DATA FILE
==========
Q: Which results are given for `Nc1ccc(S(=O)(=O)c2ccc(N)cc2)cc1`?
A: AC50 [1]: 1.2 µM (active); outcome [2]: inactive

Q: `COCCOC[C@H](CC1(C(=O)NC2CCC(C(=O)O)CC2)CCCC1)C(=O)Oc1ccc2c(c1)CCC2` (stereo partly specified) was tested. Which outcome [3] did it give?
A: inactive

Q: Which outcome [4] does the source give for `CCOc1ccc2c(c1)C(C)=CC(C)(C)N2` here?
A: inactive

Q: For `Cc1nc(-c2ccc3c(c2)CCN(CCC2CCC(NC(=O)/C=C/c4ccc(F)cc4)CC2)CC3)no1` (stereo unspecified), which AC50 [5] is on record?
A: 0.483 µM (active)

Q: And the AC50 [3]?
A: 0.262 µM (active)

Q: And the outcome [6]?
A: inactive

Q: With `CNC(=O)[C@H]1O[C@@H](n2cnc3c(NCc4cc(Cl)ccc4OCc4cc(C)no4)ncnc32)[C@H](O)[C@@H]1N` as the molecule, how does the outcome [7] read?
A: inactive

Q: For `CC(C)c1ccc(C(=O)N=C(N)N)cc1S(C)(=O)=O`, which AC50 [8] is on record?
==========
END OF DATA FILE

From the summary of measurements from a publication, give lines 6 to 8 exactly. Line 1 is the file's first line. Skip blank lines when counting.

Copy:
A: inactive

Q: For `Cc1nc(-c2ccc3c(c2)CCN(CCC2CCC(NC(=O)/C=C/c4ccc(F)cc4)CC2)CC3)no1` (stereo unspecified), which AC50 [5] is on record?
A: 0.483 µM (active)